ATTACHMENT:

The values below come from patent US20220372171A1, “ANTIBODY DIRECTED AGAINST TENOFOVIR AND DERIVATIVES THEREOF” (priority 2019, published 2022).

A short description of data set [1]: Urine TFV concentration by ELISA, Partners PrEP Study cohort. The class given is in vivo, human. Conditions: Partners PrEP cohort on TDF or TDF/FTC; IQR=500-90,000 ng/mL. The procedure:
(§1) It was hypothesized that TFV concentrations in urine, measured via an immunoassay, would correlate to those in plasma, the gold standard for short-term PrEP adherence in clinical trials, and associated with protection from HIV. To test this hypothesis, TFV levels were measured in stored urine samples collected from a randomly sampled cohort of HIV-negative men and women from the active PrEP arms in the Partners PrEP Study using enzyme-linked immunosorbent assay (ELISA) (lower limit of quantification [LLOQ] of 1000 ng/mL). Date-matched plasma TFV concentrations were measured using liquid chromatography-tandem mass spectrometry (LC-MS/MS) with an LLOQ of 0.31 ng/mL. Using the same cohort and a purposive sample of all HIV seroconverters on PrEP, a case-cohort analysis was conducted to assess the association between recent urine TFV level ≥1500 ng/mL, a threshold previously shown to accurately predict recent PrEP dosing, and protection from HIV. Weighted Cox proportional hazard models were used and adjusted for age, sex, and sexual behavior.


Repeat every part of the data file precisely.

The values below come from patent US20220372171A1, “ANTIBODY DIRECTED AGAINST TENOFOVIR AND DERIVATIVES THEREOF” (priority 2019, published 2022).

A short description of data set [1]: Urine TFV concentration by ELISA, Partners PrEP Study cohort. The class given is in vivo, human. Conditions: Partners PrEP cohort on TDF or TDF/FTC; IQR=500-90,000 ng/mL. The procedure:
(§1) It was hypothesized that TFV concentrations in urine, measured via an immunoassay, would correlate to those in plasma, the gold standard for short-term PrEP adherence in clinical trials, and associated with protection from HIV. To test this hypothesis, TFV levels were measured in stored urine samples collected from a randomly sampled cohort of HIV-negative men and women from the active PrEP arms in the Partners PrEP Study using enzyme-linked immunosorbent assay (ELISA) (lower limit of quantification [LLOQ] of 1000 ng/mL). Date-matched plasma TFV concentrations were measured using liquid chromatography-tandem mass spectrometry (LC-MS/MS) with an LLOQ of 0.31 ng/mL. Using the same cohort and a purposive sample of all HIV seroconverters on PrEP, a case-cohort analysis was conducted to assess the association between recent urine TFV level ≥1500 ng/mL, a threshold previously shown to accurately predict recent PrEP dosing, and protection from HIV. Weighted Cox proportional hazard models were used and adjusted for age, sex, and sexual behavior.